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Thread: Building a portable storm shelter

  1. #1
    Associate Engineer
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    Building a portable storm shelter

    We need to design a portable storm shelter for use at new solar field installations.
    We have 20' x 8'6" x 8'6" steel shipping containers that have been retofitted with a 34" door and reinforced windows.
    The container weighs 5500 lbs. and has (4) 3200 lb concrete freeway barriers, one centered at each corner, attached by chain to the upper corner of the shipping container.The containers are located in freshly tilled, loamy soil.
    How much force would need to be applied at 4'3" above ground on the 20' long face to lift the container?

    Thanks for the help!!

    Terry the Electrician.

  2. #2
    Technical Fellow jboggs's Avatar
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    Considering the fact that the answer to your question involves human safety, I would recommend that you pay for the services of a professional engineer rather than relying on an answer from someone you never met on an online forum. Just imagine how that defense would sound from the witness stand in court.

  3. #3
    Administrator Kelly Bramble's Avatar
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    Quote Originally Posted by tliska View Post
    We need to design a portable storm shelter for use at new solar field installations.
    We have 20' x 8'6" x 8'6" steel shipping containers that have been retofitted with a 34" door and reinforced windows.
    The container weighs 5500 lbs. and has (4) 3200 lb concrete freeway barriers, one centered at each corner, attached by chain to the upper corner of the shipping container.The containers are located in freshly tilled, loamy soil.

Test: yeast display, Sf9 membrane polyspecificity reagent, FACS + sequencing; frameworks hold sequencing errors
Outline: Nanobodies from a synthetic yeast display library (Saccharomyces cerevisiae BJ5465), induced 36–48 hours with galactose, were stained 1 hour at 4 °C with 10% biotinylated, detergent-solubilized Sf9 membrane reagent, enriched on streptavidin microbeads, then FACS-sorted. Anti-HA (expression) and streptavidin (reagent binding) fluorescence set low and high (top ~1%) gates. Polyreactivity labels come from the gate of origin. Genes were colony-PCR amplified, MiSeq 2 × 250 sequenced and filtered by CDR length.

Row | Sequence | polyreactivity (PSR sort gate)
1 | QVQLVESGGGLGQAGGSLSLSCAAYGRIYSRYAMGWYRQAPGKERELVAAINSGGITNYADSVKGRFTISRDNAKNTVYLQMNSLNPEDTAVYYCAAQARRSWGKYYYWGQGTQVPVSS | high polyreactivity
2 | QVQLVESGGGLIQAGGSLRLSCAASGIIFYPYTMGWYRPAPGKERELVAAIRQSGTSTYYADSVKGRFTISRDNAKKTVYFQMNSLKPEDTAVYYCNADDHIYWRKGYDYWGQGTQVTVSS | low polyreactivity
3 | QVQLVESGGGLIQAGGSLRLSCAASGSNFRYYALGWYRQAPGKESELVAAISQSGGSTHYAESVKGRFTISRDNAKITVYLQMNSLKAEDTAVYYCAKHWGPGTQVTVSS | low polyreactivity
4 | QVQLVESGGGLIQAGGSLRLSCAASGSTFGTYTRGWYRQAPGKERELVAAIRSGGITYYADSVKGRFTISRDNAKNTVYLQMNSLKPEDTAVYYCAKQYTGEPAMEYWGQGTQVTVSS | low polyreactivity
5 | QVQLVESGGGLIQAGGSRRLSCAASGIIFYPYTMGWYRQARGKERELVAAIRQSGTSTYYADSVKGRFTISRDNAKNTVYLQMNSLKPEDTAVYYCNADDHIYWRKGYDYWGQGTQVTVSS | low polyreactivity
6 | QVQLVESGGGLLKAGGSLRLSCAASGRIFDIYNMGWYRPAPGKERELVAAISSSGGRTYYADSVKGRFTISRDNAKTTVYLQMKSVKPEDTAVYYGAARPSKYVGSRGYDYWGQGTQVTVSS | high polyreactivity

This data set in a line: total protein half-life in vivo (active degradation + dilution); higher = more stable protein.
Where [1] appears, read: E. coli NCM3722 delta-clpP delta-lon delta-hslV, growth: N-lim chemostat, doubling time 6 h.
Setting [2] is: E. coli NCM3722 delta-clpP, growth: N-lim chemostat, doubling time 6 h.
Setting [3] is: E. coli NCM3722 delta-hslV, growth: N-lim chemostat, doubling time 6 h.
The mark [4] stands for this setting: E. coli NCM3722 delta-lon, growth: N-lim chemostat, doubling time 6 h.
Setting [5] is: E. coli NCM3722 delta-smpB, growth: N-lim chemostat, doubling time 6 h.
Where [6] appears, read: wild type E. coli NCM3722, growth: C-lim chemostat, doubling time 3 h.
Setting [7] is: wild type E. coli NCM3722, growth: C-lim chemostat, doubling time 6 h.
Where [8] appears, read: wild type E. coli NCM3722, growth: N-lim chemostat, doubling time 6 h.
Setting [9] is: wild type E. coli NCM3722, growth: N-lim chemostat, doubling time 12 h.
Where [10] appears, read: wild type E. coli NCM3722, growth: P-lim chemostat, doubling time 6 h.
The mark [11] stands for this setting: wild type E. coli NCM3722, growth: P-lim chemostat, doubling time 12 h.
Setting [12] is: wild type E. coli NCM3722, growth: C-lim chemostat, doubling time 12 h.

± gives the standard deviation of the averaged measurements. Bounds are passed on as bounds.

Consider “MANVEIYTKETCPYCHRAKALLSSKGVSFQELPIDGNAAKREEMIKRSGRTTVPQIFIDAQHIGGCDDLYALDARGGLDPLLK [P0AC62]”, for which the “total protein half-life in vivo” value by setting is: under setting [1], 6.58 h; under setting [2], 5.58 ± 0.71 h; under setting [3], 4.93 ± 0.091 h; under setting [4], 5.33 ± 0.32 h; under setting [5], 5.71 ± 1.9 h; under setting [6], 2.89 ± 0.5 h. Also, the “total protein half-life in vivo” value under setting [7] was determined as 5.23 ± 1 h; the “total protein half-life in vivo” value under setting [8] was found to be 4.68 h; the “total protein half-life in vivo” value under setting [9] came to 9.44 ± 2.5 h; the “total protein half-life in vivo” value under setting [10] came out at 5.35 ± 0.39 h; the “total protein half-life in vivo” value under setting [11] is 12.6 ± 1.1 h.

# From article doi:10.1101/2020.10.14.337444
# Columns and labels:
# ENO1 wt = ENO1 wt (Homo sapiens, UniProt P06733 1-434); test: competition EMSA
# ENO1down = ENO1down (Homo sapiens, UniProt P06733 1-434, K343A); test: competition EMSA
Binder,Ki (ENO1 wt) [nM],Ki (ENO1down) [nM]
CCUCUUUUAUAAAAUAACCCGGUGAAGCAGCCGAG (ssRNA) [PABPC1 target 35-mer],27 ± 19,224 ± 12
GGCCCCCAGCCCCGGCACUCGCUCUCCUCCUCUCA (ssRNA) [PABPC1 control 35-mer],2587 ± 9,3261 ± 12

How much force would need to be applied at 4'3" above ground on the 20' long face to lift the container?
    5,500 lbs + (4 x 3,200lbs) + misc = 18,300 lbs minimum force.

    Are you sure this is what your looking for? I suspect that your real question is how much soil surface area is required to support a 18,300 lbs container plus lifting equipment plus misc. so that we don't sink into the soil and get stuck.

    This would require a soil test, and a civil engineer familiar with the local conditions and some sort of heavy hydraulic or mechanical equipment that we have zero idea on what it looks like. See jboggs for more insight on your requirements.
    Tell me and I forget. Teach me and I remember. Involve me and I learn.

  4. #4
    Lead Engineer Cake of Doom's Avatar
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    Freshly tilled (disturbed) soil is relatively worthless unless you only need an extremely low bearing pressure say, ~15 - 20 kPa. To achieve higher pressures you'll need to start digging. I'd employ a local, reputable Geotechnical/Civil Engineer to perform a soil survey, and help you work out the required (and to code) bearing pressures and how far down you'll need to go for a firm footing.

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